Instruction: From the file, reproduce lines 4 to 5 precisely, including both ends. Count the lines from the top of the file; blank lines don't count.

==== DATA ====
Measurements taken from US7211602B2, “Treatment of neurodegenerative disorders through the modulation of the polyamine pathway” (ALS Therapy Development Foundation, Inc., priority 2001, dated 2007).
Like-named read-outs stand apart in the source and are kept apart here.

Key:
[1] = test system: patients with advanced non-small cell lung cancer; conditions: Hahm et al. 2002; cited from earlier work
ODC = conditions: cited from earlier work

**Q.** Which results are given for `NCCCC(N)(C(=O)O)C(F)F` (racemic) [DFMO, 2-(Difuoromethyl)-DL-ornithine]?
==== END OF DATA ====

[1] = test system: patients with advanced non-small cell lung cancer; conditions: Hahm et al. 2002; cited from earlier work
ODC = conditions: cited from earlier work